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Letter: Time to think fur free in Newfoundland

['A selection of the finished product, what the sealskin looks like once ready for market, and can sell upwards to $200, often crafted in products such as seat warmers, clothing and accessories.']
Sealskins ready for market. — Telegram file photo

2019 is going to be a good year for the animals, at least in San Francisco.

On New Year’s Day 2019, San Francisco implements a much-anticipated ban on the sale of real fur, becoming the largest U.S. city (so far) to do so. They might have some stiff competition though, with talks of Los Angeles quickly following suit.

Popular brands like Gucci, Versace, Gap, Banana Republic, Calvin Klein, Ralph Lauren, Armani, Michael Kors, and Tommy Hilfiger are just a few of the top sellers that have vowed to go fur free over the years, and I’m sure there will be many more to come.

As society progresses, countries like Norway are banning industries such as fur farming, joining the ranks of compassionate people who view animals as living beings, rather than mere fabric. The British Fashion Council even decided to ban animal fur from every fashion show during London Fashion Week.

So where do we stand, Newfoundland? Why are we so quick to dig in our heels and vehemently deny that our seal hunt is outdated, cruel, and most importantly, dying?

We cannot pretend that we are the only civilization whose ancestors relied heavily on the use of animal fur for warmth and trade in the past. We also cannot pretend that words like “culture” and “tradition” are unique only to Newfoundland.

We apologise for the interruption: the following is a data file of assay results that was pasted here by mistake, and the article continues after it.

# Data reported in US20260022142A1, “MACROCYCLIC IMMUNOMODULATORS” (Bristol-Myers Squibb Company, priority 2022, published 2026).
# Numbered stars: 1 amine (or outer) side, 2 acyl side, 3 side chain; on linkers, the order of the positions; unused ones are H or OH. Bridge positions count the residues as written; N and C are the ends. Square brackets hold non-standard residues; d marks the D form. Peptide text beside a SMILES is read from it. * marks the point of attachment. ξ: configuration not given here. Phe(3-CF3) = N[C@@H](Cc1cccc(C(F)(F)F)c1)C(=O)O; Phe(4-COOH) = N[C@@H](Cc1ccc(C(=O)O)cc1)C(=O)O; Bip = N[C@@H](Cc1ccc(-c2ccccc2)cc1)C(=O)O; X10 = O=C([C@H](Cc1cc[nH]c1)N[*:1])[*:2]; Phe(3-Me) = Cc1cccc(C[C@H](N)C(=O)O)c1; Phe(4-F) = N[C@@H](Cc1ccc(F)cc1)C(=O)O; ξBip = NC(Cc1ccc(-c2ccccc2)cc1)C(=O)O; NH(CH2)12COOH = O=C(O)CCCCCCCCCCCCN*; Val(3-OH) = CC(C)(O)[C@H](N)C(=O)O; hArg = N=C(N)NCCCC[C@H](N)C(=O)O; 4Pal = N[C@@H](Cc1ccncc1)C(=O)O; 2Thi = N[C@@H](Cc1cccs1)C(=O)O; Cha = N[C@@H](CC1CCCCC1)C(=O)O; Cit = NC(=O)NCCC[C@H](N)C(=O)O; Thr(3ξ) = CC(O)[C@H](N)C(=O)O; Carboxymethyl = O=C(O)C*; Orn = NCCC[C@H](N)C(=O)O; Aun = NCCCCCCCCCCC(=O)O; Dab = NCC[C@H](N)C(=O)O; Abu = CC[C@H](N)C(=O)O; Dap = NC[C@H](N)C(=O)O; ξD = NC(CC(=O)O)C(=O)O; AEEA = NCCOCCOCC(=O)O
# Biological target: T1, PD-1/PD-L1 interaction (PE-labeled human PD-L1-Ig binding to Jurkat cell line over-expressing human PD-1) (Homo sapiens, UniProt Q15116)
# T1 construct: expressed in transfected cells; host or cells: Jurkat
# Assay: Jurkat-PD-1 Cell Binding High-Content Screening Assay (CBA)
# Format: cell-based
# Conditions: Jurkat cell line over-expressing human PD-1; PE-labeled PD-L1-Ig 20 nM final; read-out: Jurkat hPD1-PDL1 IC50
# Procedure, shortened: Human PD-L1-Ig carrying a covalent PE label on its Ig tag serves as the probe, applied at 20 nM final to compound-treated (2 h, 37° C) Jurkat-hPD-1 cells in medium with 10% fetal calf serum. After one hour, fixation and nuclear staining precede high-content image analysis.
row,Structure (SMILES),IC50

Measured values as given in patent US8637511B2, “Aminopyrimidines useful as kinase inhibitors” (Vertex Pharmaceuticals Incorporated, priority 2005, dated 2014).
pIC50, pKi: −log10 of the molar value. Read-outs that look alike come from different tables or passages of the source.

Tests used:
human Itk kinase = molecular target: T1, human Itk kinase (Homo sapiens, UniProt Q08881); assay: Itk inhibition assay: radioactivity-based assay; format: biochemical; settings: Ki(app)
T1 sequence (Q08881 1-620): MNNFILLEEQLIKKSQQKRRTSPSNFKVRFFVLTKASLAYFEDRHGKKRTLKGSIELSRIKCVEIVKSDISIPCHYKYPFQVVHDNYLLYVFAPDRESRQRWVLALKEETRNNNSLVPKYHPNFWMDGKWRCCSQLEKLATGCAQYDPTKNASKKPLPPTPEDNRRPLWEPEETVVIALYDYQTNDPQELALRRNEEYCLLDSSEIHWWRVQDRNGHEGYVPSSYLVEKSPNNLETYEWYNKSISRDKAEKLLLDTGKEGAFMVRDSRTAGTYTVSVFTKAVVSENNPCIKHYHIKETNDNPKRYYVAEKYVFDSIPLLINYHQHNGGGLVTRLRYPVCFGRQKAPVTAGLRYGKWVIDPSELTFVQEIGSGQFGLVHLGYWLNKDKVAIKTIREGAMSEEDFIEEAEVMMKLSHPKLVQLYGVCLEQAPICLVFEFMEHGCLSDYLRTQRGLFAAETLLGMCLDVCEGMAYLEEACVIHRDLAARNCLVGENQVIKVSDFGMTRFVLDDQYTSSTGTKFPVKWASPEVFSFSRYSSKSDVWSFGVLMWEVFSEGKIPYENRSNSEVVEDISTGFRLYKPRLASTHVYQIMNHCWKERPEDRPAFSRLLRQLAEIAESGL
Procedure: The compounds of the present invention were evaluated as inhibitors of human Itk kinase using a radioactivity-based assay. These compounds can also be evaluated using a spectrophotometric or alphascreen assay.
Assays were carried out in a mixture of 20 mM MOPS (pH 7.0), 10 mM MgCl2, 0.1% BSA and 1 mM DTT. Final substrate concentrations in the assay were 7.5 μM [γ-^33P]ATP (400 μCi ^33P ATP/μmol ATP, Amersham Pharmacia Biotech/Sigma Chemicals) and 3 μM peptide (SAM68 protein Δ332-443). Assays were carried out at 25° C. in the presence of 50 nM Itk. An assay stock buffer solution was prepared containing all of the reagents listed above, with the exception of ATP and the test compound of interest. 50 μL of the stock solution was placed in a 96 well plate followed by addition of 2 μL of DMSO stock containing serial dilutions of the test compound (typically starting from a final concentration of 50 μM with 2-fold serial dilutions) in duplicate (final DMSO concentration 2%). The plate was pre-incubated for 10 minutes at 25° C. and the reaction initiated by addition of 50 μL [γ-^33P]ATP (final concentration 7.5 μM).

Many countries, like Norway, had culture and traditions of their own, involving animal pelts. They are phasing it out, and so can we! We live in an exciting age of diverse materials that render the cruel use of animal pelts obsolete. Many cities and countries, the world over, are realizing this, and moving towards compassion, empathy and change.

Our local fur industry’s latest attempt to justify their unwillingness to end the sale of seal fur, is to market it as “natural,” “sustainable,” or even “biodegradable.”

I find that highly unlikely, given the extensive chemical processing a pelt goes through to ensure it doesn’t rot. They like to point out how polyester and rubber are detrimental to the environment, but fail to mention that those are the very materials used in the soles and linings of their own products.

A much more natural and sustainable alternative to any of those materials would be hemp, which can be utilized to make everything from belts, to warm winter jackets. You only need to go as far as your own computer screen to access a wealth of knowledge about alternatives to fur, which are not only natural and far more sustainable, but also modern and cruelty-free. There are markets all over the world for cruelty-free clothing.

These markets are wide open and full of possibilities, unlike seal fur, which has been banned from almost every country imaginable. This is a crucial time to embrace cruelty-free markets and industries, Newfoundland! Now is our chance to branch out, create new jobs, take part in new and exciting industries, and bask in the inevitable limelight that ending our participation in the cruel fur industry will bring.

The time is now, Newfoundland. We can transition smoothly away from this dying industry. The question is, will we?

Amanda Green

Bauline

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